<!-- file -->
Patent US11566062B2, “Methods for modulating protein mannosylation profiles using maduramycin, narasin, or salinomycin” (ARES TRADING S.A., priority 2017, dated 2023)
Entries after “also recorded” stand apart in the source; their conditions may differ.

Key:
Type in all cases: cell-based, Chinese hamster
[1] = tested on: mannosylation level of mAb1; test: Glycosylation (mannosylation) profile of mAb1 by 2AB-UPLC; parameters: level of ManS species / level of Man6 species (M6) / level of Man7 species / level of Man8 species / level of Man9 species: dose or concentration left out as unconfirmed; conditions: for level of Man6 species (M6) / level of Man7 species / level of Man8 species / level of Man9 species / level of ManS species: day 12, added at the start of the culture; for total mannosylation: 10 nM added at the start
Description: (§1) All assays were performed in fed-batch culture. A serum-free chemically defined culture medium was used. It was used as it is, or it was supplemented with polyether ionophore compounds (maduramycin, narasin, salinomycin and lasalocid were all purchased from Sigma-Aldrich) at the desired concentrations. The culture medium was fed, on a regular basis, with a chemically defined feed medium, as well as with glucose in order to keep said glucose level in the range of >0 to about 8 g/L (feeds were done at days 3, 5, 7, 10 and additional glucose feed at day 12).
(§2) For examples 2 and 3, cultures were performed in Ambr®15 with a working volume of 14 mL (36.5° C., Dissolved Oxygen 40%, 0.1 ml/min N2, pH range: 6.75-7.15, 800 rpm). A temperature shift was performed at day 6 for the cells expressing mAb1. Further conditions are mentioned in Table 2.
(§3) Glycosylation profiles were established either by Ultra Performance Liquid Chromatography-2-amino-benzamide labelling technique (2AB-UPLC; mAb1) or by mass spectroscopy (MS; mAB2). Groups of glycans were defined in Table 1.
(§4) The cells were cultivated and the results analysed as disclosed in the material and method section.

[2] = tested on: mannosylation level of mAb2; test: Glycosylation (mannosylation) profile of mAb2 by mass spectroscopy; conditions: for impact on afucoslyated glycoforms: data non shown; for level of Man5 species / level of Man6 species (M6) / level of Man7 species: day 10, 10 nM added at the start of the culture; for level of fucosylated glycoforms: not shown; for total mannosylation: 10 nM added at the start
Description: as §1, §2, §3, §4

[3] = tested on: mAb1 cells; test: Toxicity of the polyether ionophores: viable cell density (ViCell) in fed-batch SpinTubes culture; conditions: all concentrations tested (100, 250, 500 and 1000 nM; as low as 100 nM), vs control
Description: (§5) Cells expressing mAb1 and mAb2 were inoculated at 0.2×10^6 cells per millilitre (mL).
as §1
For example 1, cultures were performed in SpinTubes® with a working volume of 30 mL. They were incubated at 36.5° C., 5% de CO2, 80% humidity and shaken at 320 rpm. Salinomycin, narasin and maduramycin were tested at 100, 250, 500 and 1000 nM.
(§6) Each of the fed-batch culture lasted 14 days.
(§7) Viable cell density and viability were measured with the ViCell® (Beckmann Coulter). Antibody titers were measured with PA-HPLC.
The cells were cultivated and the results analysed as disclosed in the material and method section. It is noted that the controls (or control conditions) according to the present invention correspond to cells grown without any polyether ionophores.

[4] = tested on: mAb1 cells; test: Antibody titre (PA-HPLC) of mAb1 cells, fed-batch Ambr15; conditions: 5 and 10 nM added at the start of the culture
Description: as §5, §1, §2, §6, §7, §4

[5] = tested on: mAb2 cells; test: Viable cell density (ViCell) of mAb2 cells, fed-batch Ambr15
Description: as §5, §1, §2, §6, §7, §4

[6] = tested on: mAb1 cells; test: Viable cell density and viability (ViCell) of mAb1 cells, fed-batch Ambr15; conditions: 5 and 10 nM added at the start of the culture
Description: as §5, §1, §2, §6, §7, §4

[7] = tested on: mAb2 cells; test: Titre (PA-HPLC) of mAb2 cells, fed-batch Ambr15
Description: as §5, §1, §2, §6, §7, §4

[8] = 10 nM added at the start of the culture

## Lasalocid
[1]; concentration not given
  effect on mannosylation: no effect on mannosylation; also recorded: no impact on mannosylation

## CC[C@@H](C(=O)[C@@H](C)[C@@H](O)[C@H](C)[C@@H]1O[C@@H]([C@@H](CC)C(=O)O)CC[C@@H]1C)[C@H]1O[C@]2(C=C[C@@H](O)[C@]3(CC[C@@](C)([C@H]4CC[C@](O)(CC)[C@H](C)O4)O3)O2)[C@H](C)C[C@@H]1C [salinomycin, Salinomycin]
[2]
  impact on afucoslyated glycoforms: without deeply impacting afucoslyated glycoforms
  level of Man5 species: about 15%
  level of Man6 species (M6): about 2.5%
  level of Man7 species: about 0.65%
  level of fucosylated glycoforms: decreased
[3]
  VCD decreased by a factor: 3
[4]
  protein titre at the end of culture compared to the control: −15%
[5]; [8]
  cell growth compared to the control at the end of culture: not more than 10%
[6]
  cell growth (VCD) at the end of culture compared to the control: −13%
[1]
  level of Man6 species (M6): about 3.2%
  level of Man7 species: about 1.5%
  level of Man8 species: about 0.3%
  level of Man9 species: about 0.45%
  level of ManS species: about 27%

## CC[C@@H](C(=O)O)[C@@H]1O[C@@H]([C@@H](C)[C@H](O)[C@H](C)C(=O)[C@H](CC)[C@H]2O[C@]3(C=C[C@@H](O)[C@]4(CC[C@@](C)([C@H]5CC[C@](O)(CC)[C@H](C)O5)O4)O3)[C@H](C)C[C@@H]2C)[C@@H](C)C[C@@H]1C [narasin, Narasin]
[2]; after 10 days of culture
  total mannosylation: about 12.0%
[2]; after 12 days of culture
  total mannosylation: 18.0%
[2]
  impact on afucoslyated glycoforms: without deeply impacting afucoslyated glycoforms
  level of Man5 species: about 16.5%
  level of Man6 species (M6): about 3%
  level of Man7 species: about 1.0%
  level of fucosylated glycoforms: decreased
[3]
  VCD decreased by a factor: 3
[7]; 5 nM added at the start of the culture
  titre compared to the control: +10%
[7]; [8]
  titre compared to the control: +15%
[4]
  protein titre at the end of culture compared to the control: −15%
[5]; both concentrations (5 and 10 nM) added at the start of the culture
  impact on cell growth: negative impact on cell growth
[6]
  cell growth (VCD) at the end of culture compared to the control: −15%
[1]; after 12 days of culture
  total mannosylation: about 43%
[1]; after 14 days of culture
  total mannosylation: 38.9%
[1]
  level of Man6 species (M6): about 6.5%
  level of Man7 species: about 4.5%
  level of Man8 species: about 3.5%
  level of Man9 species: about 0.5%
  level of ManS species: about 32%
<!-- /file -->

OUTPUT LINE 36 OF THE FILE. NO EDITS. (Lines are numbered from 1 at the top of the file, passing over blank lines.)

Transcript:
  level of Man7 species: about 0.65%